Toshiba announced it's reached the 32GB frontier with SDHC (Secure Digital High Capacity) flash memory cards, a successor to the widely used SD format that extends to bigger sizes.
Don't get too excited, though. The 32GB card won't go on sale until January. But a 16GB model will show up in October.
A lot of folks with digital cameras have trouble filling up a 1GB SD card, but high capacities are useful. For one thing, they make flash-based video cameras more feasible. For another, some people like to leave libraries of photos on their cameras so they can hold impromptu slide shows. And some high-end cameras, such as Canon's new EOS-1Ds Mark III, support SDHC as well as the bulkier but currently higher-capacity CompactFlash standard. That's a 21.1-megapixel camera, and its users are likely to shoot unprocessed "raw" files that are roughly three times the size of a JPEG, so it'll gobble up 32GB in a studio shoot in no time flat.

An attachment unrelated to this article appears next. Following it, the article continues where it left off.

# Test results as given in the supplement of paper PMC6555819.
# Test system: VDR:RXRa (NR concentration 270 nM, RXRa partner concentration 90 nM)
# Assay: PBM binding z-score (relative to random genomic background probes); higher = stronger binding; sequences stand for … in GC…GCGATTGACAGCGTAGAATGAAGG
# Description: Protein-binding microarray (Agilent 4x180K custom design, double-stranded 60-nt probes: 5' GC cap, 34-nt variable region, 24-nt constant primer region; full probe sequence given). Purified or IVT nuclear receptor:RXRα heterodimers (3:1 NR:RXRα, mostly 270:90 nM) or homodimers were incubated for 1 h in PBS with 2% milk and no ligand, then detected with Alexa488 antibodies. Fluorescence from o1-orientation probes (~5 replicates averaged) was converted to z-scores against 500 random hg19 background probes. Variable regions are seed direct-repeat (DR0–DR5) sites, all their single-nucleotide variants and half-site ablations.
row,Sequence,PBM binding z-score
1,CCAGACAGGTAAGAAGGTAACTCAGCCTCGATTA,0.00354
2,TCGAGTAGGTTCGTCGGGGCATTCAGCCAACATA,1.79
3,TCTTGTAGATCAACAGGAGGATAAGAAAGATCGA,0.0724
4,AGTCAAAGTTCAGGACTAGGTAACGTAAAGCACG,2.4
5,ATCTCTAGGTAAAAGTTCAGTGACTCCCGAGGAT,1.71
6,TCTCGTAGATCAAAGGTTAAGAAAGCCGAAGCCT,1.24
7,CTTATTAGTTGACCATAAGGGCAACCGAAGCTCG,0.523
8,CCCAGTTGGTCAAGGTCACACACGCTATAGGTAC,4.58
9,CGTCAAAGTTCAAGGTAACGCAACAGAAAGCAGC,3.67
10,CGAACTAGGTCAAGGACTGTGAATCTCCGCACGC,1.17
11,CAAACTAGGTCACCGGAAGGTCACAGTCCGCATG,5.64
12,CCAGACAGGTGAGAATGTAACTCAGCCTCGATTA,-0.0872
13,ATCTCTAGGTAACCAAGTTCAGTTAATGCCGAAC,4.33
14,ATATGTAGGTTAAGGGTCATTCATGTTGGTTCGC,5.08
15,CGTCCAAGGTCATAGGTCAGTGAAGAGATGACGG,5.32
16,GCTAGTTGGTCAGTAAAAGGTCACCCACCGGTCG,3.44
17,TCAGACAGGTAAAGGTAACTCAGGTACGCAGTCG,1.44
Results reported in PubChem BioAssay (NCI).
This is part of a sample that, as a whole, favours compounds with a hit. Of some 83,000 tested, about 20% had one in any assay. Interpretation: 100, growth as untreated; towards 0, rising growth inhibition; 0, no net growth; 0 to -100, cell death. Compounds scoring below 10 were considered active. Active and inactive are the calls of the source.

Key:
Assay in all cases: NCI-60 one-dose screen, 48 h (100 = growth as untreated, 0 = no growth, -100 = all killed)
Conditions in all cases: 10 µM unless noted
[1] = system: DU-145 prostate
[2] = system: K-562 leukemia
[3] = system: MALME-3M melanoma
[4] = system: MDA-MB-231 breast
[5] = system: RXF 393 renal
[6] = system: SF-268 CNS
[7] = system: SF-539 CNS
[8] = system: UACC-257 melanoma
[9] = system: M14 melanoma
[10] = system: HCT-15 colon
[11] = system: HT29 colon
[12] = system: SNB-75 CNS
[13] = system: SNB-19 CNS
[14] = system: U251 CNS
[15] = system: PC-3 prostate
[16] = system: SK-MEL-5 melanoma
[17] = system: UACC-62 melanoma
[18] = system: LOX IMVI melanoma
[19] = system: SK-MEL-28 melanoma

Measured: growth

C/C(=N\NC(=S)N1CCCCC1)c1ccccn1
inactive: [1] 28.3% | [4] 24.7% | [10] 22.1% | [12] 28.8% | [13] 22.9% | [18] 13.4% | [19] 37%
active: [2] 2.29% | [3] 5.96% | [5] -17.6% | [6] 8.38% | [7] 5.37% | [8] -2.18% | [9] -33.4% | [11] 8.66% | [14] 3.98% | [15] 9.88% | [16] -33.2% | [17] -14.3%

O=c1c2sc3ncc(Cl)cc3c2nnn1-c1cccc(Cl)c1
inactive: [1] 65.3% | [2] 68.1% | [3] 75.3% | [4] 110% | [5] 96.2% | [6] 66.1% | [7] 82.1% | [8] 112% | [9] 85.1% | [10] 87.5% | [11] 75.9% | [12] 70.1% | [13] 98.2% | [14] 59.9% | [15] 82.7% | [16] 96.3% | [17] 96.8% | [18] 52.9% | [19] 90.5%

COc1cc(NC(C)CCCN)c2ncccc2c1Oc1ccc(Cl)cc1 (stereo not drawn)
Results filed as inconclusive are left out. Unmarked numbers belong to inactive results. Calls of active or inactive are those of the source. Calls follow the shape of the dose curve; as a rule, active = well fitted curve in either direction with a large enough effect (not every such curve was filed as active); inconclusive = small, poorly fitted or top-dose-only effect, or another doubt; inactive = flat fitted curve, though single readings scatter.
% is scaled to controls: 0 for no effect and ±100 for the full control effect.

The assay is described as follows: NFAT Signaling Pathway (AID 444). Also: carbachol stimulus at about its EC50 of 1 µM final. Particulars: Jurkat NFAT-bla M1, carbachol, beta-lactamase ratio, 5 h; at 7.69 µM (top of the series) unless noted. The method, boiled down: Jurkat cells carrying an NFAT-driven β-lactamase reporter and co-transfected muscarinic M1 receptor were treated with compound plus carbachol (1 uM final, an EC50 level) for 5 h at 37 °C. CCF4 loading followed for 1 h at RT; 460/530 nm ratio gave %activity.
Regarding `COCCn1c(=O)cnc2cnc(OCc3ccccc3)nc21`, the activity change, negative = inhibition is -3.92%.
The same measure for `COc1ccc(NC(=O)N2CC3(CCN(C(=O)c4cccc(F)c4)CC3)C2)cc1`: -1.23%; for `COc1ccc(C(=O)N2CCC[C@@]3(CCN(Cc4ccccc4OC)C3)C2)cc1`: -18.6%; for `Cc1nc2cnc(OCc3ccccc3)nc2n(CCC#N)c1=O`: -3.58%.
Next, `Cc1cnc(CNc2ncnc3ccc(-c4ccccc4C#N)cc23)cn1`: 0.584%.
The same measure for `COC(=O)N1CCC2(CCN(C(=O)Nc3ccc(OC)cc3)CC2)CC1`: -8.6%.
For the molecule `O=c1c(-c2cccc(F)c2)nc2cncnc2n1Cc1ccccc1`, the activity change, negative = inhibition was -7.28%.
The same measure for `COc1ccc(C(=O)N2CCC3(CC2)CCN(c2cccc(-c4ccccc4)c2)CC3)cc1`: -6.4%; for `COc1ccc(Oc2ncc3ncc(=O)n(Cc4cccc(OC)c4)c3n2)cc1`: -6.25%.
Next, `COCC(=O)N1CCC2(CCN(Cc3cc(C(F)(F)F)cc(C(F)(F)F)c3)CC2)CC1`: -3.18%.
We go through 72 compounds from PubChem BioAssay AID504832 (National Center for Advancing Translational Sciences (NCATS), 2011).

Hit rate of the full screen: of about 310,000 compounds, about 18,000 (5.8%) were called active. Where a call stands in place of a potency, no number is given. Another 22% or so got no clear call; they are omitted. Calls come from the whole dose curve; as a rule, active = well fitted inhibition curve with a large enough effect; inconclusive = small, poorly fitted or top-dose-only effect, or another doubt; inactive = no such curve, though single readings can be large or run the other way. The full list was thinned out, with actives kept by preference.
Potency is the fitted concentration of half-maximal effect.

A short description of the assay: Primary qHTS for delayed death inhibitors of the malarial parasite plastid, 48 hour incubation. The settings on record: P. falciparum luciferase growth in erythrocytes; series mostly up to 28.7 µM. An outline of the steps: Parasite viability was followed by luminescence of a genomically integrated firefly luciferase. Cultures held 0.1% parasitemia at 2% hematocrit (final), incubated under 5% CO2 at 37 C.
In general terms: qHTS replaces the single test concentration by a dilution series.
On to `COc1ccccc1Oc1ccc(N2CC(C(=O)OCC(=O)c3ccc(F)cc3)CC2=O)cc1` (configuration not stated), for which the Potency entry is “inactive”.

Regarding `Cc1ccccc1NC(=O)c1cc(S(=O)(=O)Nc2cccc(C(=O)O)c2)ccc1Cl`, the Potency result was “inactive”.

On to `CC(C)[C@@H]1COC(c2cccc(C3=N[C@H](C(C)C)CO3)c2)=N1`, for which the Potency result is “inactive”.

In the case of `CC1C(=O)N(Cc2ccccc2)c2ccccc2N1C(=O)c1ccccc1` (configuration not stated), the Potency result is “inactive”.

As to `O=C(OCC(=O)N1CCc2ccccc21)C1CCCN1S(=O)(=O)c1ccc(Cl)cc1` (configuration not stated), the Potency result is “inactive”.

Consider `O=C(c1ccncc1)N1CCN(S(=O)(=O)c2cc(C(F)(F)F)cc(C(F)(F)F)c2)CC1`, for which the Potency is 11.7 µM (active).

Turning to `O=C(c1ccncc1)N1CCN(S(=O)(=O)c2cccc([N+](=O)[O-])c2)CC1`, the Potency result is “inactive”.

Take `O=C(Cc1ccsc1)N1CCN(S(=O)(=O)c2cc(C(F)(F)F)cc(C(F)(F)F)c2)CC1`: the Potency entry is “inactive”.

Toshiba also announced an 8GB microSDHC--a smaller format that uses the same communication protocols--that will ship in January. Toshiba sells the NAND flash memory chips themselves as well as flash memory cards.
Also Wednesday, Delkin Devices announced a new batch of CompactFlash cards--1GB costing $80, 2GB for $110, 4GB for $180 and 8GB for $300. Their claim to fame: 305x transfer rates, or 45MB per second. Of course, that's the maximum speed for offloading data to your PC--digital cameras rarely can get anywhere close. But that's slowly changing too--the 1Ds Mark III supports the same high-speed Ultra Direct Memory Access (UDMA) transfer technology as the new Delkin cards.